Switching to OJ concentrate and powdered milk makes a huge difference

Sefton10

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Also, hydroxyapatite nanoparticles are created in the milk during the drying proccess.

You don't want nanoparticles in your digestive system.
I think this was Ray's main issue with powdered milk more recently. He was for it a while ago.
 

Jennifer

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I searched Jodellefit’s Q & As with Ray for his current opinion on powdered milk since they’re some of his more recent interviews and I think I may have found what you’re referring to, @Sefton10. Below Ray talks about the new technology used to microscopically coat powdered milk with nanoparticles so it will flow easily:


Do you guys think if powdered milk clumps up then it’s likely not coated?
 

Sefton10

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I searched Jodellefit’s Q & As with Ray for his current opinion on powdered milk since they’re some of his more recent interviews and I think I may have found what you’re referring to, @Sefton10. Below Ray talks about the new technology used to microscopically coat powdered milk with nanoparticles so it will flow easily:


Do you guys think if powdered milk clumps up then it’s likely not coated?
Thanks @Jennifer, I knew I’d heard him mention it somewhere! My guess would be if it flows really well without clumping it’s likely coated. I wonder if organic products are prevented from using this technology?
 

Sefton10

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I’ve been looking into the milk fat globule membrane in the last few days. I’ve never heard Ray refer to it specifically. It seems it is destroyed in standard milk processing, yet it is responsible for many of the health benefits of unhomogenised/full fat dairy vs homogenised/skim etc.

Does anyone know if double cream still has the membrane intact, or is cream as sold in stores homogenised?
 

Jennifer

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That's my reasoning at least.

Thanks for sharing your opinion. I appreciate it. :)

Thanks @Jennifer, I knew I’d heard him mention it somewhere! My guess would be if it flows really well without clumping it’s likely coated. I wonder if organic products are prevented from using this technology?

You’re welcome! Thank you for letting us know about the nanoparticles, and thank you for sharing your opinion. :) I would hope that organic companies are prevented from using the technology, but they’ve been allowed to include some shady ingredients in their products like carrageenan so it’s hard to say. The goat’s milk powder I get comes from what seems to be a reputable company (Mt. Capra) and I contacted them a while ago to see if it was 100% free of additives, including anti-caking agents, and I was told yes so I hope it’s true. I’ve been using it for close to a year now and have experienced nothing but positive benefits from it, even more so than raw A2/A2 cow’s milk. Raw goat’s milk treats me the best but a close second is the powdered goat’s milk. Much like fruit, it’s really light on my system.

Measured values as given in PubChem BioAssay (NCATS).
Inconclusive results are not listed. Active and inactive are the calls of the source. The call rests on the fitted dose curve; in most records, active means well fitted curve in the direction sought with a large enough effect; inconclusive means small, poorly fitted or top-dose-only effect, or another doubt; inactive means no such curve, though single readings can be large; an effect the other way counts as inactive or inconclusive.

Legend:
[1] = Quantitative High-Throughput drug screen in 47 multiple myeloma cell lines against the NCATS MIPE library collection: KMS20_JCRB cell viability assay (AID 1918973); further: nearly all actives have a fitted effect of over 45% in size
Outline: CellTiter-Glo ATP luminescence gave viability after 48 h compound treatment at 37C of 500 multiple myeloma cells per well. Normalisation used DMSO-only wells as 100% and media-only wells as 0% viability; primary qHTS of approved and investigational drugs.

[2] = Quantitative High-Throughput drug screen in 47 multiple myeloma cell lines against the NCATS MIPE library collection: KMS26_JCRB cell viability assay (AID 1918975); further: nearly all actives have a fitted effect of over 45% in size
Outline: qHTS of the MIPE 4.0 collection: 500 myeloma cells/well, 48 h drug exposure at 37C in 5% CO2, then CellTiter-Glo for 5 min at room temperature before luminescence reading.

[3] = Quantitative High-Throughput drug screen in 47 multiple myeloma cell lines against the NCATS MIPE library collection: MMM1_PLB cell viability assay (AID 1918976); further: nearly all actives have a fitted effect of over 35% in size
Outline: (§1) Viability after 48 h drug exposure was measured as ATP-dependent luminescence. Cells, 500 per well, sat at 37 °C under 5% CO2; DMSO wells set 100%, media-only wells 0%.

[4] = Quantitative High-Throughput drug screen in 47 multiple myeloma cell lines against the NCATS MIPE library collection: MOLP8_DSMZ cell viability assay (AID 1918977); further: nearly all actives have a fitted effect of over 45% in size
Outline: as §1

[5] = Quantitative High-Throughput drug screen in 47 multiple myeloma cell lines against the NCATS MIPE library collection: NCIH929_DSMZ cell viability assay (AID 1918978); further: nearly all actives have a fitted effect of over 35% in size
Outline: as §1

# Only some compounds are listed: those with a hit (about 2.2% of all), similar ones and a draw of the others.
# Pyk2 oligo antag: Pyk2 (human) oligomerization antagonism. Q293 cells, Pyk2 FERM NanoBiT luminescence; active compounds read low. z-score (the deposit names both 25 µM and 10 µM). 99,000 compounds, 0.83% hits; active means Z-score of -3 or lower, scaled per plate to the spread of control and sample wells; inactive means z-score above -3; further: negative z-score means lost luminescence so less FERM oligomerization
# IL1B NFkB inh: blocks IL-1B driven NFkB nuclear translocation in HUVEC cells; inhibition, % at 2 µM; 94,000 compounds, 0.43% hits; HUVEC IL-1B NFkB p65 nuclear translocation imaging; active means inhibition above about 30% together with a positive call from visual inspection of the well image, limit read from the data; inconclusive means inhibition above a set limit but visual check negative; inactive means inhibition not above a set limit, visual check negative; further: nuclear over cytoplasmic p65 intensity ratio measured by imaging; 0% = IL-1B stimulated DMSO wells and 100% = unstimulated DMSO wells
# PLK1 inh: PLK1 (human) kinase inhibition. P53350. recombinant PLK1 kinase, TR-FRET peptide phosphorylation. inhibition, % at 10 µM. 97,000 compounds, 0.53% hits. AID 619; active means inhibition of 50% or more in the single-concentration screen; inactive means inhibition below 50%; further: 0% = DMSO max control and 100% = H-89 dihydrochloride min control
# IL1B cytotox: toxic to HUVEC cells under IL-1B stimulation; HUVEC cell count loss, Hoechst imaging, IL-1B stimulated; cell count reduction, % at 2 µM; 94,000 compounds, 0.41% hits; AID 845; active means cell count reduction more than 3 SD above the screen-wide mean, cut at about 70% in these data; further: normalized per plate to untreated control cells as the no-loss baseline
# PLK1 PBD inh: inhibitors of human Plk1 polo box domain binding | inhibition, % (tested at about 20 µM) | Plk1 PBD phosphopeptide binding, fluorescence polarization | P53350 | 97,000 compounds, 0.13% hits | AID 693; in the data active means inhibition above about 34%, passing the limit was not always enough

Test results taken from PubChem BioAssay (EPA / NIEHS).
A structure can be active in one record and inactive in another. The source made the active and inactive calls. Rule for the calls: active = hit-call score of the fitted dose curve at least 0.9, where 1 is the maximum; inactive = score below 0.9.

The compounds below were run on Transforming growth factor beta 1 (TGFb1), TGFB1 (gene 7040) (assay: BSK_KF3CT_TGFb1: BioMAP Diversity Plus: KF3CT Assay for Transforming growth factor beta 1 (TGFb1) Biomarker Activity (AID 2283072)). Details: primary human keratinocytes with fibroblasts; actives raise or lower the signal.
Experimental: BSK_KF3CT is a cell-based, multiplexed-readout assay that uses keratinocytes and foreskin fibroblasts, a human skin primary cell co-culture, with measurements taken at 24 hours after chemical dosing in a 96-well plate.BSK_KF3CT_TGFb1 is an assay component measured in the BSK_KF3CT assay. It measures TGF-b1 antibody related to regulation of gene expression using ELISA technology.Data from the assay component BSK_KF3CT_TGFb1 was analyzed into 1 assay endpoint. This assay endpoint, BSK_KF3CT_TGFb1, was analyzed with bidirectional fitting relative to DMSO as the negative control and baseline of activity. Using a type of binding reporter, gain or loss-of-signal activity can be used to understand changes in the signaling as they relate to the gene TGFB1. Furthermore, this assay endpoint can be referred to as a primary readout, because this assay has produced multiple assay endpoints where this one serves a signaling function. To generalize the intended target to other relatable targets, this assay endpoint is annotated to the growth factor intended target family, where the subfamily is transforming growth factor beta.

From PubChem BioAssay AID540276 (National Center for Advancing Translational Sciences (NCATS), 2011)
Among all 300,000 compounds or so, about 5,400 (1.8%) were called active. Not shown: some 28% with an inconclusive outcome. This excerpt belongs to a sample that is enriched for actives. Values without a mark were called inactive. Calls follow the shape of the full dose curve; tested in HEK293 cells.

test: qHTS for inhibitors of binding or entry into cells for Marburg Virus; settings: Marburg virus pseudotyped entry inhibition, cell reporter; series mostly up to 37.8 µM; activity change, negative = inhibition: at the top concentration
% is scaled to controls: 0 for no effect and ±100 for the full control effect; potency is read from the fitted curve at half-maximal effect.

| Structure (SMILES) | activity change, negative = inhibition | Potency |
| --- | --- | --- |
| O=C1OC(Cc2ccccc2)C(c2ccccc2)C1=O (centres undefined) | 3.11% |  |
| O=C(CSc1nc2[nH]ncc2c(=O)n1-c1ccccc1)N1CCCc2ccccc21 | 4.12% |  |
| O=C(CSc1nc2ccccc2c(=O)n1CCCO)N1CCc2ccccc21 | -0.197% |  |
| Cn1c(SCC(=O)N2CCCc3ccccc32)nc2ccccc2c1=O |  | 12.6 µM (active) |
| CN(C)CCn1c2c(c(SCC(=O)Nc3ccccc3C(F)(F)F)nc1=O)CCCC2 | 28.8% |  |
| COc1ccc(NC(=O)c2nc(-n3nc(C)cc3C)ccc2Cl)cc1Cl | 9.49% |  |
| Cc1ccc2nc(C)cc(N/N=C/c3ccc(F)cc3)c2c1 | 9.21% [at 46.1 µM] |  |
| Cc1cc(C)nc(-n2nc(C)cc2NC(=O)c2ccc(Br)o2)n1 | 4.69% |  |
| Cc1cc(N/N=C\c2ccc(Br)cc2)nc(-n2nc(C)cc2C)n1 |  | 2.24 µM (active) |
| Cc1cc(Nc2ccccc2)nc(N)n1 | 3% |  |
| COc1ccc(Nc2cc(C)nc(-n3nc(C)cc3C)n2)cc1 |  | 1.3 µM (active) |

Sefton10

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I’ve been using it for close to a year now and have experienced nothing but positive benefits from it
That’s always the best test. I‘ve no doubt you’re well dialled into how stuff affects your body so I think any issues with it would have shown up by now. It’s always nice when you find a product that works and you can trust.
 

Jennifer

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That’s always the best test. I‘ve no doubt you’re well dialled into how stuff affects your body so I think any issues with it would have shown up by now. It’s always nice when you find a product that works and you can trust.

True! I won’t worry then. Thanks again! :)
 

Mr.Bollox

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True! I won’t worry then. Thanks again! :)
do you have any thoughts or info to share on unflavored, cold processed non gmo grass fed whey protein powder? was thinking of getting some and just eating it by the scoop... just for some additional protein. dont want to drink a whole gallon of whole milk...
 

GelatinGoblin

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do you have any thoughts or info to share on unflavored, cold processed non gmo grass fed whey protein powder? was thinking of getting some and just eating it by the scoop... just for some additional protein. dont want to drink a whole gallon of whole milk...
Why not cheese?
 

Jayvee

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Thanks @Jennifer, I knew I’d heard him mention it somewhere! My guess would be if it flows really well without clumping it’s likely coated. I wonder if organic products are prevented from using this technology?

Silica is still allowed by organic bodies so I don’t think ‘organic’ protects you as a consumer. I have a supplier who have confirmed nothing is added to their milk... this was a concern I had a while back and I found a few that only freeze dry the milk, I think this okay... No negative reactions anyway.
 

tankasnowgod

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The additional water content is really anti-thyroid, at least in people with already weak thyroids.

Just wanted to share.